Alternatively, inasmuch as the semi-circular or wedge-shaped knock-outs 42 may be of relatively small sizes for the passage therethrough of small wires; rather than forming these openings 42 with knock-out plugs 46, they may be initially formed so as to be completely open inasmuch as their small size will enable them to provide the desired sealing action about any wires passed therethrough in the presence of heat and/or fire.

The intumescent material which is employed for each disc 34, of which one or more may be used superimposed for each fire barrier, for instance, may contain between about 70% to 100% by weight of an intumescing binder, such as sodium silicate or potassium silicate, and between 0 to 30% by weight of a filler for increasing the viscosity of the resultant foam. Such fillers may be clay, cellulatable glass or the like, although organic intumescent mixtures may also be employed to this effect. The surfaces of each disc member 34 may be coated with a suitable vinyl layer and in one specific application thereof may be produced by Alva-Tech Inc., Asbury Park, N.J. as an intumescent material sold under the name fire barrier FB 525 (vinyl coated).

When desired, the fire-retarding structure 10 incorporating the poke-through fire barrier, rather than being of an overall configuration as shown in FIG. 1, may be similar to that disclosed in Goodsell U.S. Pat. No. 4,336,416; however, with each disc 34 pursuant to the present invention being provided with the inventive knock-outs 44 and 46, which are dimensioned to conform with the type and number of insulated conductors or cables extending therethrough, rather than being provided with through openings which are preformed therein as in the above-mentioned U.S. patent, specifically as shown in FIG. 3 thereof.

Furthermore, it is also possible to provide an arrangement of intumescent fire barriers as shown in U.S. Pat. No. 4,336,416, wherein rather than employing intumescent discs 68 having large preformed openings therein, as shown in FIG. 3 of the patent, utilizing the inventive discs 34 of intumescent material which incorporate the selectively removable knock-outs 42 and 44 in conformance with the quantity and size of insulated conductors, cables and wires it is intended to convey through the passage 12 in the floor 14; allows for the attaining of a maximum sealing effect in the presence of high heat.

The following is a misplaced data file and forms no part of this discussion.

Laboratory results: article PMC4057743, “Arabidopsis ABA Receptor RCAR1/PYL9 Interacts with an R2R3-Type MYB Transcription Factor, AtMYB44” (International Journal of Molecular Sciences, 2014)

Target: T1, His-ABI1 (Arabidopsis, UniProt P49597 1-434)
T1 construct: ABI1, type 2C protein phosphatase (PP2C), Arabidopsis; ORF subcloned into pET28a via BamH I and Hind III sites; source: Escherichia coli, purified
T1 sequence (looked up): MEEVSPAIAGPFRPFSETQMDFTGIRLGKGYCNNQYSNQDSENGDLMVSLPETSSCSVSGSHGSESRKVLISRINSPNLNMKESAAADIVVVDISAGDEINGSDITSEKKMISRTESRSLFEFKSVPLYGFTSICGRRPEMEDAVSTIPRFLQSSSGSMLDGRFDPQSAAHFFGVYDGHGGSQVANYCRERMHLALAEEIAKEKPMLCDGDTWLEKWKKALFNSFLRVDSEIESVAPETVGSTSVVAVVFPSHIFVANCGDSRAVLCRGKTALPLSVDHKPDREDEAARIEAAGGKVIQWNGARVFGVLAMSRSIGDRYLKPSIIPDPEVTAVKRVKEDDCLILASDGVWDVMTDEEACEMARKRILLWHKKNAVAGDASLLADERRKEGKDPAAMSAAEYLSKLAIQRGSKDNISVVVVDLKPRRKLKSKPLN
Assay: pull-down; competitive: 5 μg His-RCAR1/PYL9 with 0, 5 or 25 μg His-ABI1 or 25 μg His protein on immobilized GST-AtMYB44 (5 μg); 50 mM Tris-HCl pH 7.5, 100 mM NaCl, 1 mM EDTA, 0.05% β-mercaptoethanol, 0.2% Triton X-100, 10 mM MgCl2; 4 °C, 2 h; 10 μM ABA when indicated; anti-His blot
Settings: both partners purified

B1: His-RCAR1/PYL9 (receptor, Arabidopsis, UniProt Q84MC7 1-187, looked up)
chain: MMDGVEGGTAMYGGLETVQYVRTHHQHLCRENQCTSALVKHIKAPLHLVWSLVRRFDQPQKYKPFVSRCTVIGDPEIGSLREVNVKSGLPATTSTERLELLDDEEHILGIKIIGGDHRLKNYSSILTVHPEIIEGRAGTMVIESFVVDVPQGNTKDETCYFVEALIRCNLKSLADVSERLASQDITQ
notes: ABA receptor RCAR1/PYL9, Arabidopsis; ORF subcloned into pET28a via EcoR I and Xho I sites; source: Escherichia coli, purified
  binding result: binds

From the foregoing it becomes readily apparent that the invention is directed to a simple and inexpensive poke-through fire barrier structure of the novel construction described hereinabove which is adapted to be employed in numerous installations of the type contemplated in the construction of buildings having fire-rated floors, without the need for modifying or retrofitting exiting structures.

While there has been shown and described herein what are considered to be preferred embodiments of the invention, it will of course be understood that various modifications and changes in form or detail could readily be made without departing from the spirit of the invention. It is therefore intended that the invention be not limited to the exact form and detail herein shown and described, nor to anything less than the whole of the invention herein disclosed as hereinafter claimed.

Patent Citations
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Referenced by
Citing PatentFiling datePublication dateApplicantTitle
US6018126 *Jun 17, 1998Jan 25, 2000Walker Systems, Inc.Flush poke-through wiring fitting
US6114623 *Oct 16, 1998Sep 5, 2000Hubbell IncorporatedPoke-through floor fitting
US6175078Nov 30, 1998Jan 16, 2001Walker Systems, Inc.Flush poke-through wiring fitting having a height adjustable data jack mounting bracket
US6307152Nov 2, 1999Oct 23, 2001Hubbell IncorporatedPoke-through floor fitting
US6353180Jan 11, 2000Mar 5, 2002Hubbell IncorporatedBus bars for poke-through floor fitting
US6483028Dec 11, 2001Nov 19, 2002Hubbell IncorporatedBus bars for poke-through floor fitting
US6551130Feb 9, 2001Apr 22, 2003Hubbell Incorporated48 fire rated poke through fitting
US6732481Jul 24, 2002May 11, 2004Specified Technologies Inc.Intumescent firestopping apparatus
US7635110Aug 28, 2007Dec 22, 2009Wiremold, Co.Retention and mounting bracket for recessed electrical outlet box
US8063317Nov 22, 2011Wiremold, Co.Recessed poke-through fitting
US8242365Aug 14, 2012The Wiremold CompanyCover for recessed electrical outlet box
US9046194Jun 5, 2014Jun 2, 2015Specifiedtechnologies Inc.Protective conduit for a structural panel opening
US9148007Mar 12, 2013Sep 29, 2015Thomas & Betts International, LlcRecessed poke-through fitting
US20050170690 *Feb 2, 2004Aug 4, 2005Cole Michael T.Signal connection device poke-thru assembly
US20050211455 *Jun 1, 2005Sep 29, 2005The Wiremold CompanySignal connection device poke-thru assembly
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Classifications
U.S. Classification174/483, 174/484, 169/48, 174/486
International ClassificationF16L5/04, A62C2/06, H02G3/22, H02G3/04
Cooperative ClassificationA62C2/065, H02G3/0412, H02G3/22, F16L5/04
European ClassificationH02G3/04A2, F16L5/04, H02G3/22, A62C2/06B
Legal Events
DateCodeEventDescription
Apr 15, 1991ASAssignment
Owner name: HUBBELL INCORPORATED, 584 DERBY MILFORD RD., ORANG
Free format text: ASSIGNMENT OF ASSIGNORS INTEREST.;ASSIGNOR:WUERTZ, EMIL S.;REEL/FRAME:005680/0289
Effective date: 19910404
Sep 17, 1996FPAYFee payment
Year of fee payment: 4
Nov 27, 2000FPAYFee payment
Year of fee payment: 8
Dec 15, 2004FPAYFee payment
Year of fee payment: 12